The ability to gain victory by changing and adapting according to the opponent is called genius. – Sun Tzu, The Art of War
29 November 2015
Russia’s two-month long battle against the Islamic State has proven fruitful and elevated her status as a champion against global terrorism, but while the country has much to celebrate militarily and economically, its successes eventually placed it at cross-purposes with a key strategic ally.
The “stab in the back” heard round the world—Turkey’s surreptitious downing of a Russian SU-24 as it flew in Syria’s northwestern Latakia province—not only cost pilot Sergei Rumyantsev his life and constituted a war crime under Article 51 of the UN Charter, but reveals Turkish President Tayyip Erdogan’s ambivalent geopolitical ambitions. Turkey has become a servant of too many masters, forcing the ruling AKP in a predicament that it may not be able to control later.
On October 6, Reuters reported that “a MIG-29 fighter jet of unknown nationality and Syria-based missile systems ‘interfered’ with eight Turkish F-16 jets patrolling along the Syrian border”, yet a Middle East Monitor article shifted focus on Ankara’s concerns to a Russian Su-24 by stating that, in a press conference with NATO Secretary General Jens Stoltenberg, “the military did not specify the type of plane but Turkish presidential sources and the Russian Ministry of Defense identified the aircraft as a Russian SU-24”. This created the perfect conditions for the Nov. 24 takedown of the Su-24, as the Syrian Arab Army commonly uses MIG-29 fighter jets, but Russia’s Sukhoi-24 fighters could come under Ankara’s crosshairs to escalate future provocations. In the article MEMO sources, they do not specify the type of plane which caused the provocation.
Looks like the tail end of the Silk Road has been cut off, and good riddance. Erdogan proves once again that he is not to be trusted; Russia should simply cut its losses with this Caliphate-coddling nation while it still can.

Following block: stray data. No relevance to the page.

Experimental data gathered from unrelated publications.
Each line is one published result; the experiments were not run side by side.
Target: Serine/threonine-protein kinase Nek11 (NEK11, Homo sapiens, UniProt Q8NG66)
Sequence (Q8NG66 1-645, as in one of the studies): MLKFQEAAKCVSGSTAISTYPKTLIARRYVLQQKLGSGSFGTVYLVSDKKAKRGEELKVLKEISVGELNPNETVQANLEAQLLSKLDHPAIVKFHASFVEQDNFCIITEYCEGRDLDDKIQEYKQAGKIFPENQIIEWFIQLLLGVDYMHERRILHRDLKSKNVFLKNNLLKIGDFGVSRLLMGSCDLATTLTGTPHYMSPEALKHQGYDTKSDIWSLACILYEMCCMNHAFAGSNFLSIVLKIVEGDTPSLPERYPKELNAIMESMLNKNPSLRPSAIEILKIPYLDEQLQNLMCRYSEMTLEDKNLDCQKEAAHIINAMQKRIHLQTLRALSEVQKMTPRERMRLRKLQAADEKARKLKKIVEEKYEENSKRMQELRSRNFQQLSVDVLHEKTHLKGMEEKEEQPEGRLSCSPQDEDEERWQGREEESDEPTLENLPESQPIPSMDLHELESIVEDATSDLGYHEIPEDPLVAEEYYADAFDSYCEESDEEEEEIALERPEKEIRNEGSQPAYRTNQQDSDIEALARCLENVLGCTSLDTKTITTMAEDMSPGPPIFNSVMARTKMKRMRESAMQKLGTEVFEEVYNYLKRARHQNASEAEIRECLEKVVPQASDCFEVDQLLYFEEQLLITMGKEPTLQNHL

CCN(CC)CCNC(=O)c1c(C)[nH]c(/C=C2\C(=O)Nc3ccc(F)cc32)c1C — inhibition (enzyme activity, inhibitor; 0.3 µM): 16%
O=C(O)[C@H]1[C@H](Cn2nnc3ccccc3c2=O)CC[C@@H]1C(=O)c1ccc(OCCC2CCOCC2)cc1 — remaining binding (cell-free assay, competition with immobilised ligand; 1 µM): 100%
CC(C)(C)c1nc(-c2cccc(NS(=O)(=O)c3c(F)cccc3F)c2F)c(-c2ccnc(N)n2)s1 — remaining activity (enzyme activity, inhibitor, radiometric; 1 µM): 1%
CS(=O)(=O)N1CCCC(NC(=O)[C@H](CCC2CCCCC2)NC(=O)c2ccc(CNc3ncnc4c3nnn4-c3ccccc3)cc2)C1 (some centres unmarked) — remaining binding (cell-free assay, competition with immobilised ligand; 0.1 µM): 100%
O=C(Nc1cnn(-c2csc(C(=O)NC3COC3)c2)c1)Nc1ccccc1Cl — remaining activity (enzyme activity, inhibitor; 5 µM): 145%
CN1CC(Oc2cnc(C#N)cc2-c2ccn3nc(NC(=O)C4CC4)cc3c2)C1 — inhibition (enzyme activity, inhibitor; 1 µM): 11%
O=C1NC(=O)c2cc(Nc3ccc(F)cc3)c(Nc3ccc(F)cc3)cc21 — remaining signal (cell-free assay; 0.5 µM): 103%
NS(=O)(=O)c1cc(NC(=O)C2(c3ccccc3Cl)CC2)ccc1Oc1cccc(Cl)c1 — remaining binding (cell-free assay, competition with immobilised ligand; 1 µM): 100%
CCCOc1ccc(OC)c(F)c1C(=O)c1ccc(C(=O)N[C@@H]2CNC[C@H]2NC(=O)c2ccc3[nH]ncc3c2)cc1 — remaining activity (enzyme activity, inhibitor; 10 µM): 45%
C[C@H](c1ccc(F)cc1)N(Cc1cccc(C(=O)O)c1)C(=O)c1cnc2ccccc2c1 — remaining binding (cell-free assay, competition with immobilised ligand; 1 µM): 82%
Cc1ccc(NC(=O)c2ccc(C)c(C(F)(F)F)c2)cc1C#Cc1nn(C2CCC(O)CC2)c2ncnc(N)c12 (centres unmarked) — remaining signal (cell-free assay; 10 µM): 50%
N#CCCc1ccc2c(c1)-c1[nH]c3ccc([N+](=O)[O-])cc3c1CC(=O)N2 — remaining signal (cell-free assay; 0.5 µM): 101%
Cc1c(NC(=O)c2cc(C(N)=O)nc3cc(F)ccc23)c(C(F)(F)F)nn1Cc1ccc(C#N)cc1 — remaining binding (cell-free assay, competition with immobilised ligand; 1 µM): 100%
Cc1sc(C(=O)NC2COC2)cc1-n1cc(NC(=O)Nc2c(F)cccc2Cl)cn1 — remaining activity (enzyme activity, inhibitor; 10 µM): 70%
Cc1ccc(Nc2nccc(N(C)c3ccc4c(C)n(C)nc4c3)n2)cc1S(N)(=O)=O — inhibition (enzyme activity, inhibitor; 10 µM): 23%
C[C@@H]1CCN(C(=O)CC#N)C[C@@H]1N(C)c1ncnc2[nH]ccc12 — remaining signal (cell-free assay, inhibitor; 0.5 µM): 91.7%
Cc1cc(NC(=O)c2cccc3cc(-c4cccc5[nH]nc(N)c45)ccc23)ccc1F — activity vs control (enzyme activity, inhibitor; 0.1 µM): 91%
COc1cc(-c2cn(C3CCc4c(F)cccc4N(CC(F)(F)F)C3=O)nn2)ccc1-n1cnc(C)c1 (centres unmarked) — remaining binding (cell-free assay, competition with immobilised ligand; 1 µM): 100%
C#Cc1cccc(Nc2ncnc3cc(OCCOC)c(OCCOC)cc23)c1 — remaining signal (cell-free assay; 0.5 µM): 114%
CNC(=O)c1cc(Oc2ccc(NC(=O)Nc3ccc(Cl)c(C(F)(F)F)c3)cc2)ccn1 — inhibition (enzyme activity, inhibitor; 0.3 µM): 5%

What the country has done is an act of war, and can only be added to its repertoire of duplicitous treachery. When it is not killing members of the PKK and YGP, filling up its tanks at the ISIS Petrol Shoppe, or bromancing with al-Bagdhadi, it’s asserting its NATO foothold in Syria as it did when raiding northern Syria and shooting friendly targets (two, in fact). Even the childish and completely incompetent New York Times recognises the belligerence of Erdogan’s growing dictatorship:
“NATO countries have been concerned about Mr. Erdogan’s increasingly authoritarian tendencies for some time, and NATO officials acknowledge that Turkey’s agenda in Syria does not always match that of Washington, Britain or France — let alone Russia.”
I’ve watched some propaganda coming from both mainstream media as well as purported “independent” sources, but I can say that, as a human being, I’m sickened to death by what I’ve witnessed coming from Paul Joseph Watson of InfoWars. I was once a supporter of the broadcast, but I’ve given up on it as I’ve found a lot of right-wing vitriol coming from it.
The following is a montage of supposedly interconnected events revolving around the migrant crises in Europe, which, does warrant concern. Nevertheless, they all have a backstory to them that Watson has refused to acknowledge and more notably, use to his own gain.
I wanted to pick apart some of the most pressing mentions of this propaganda: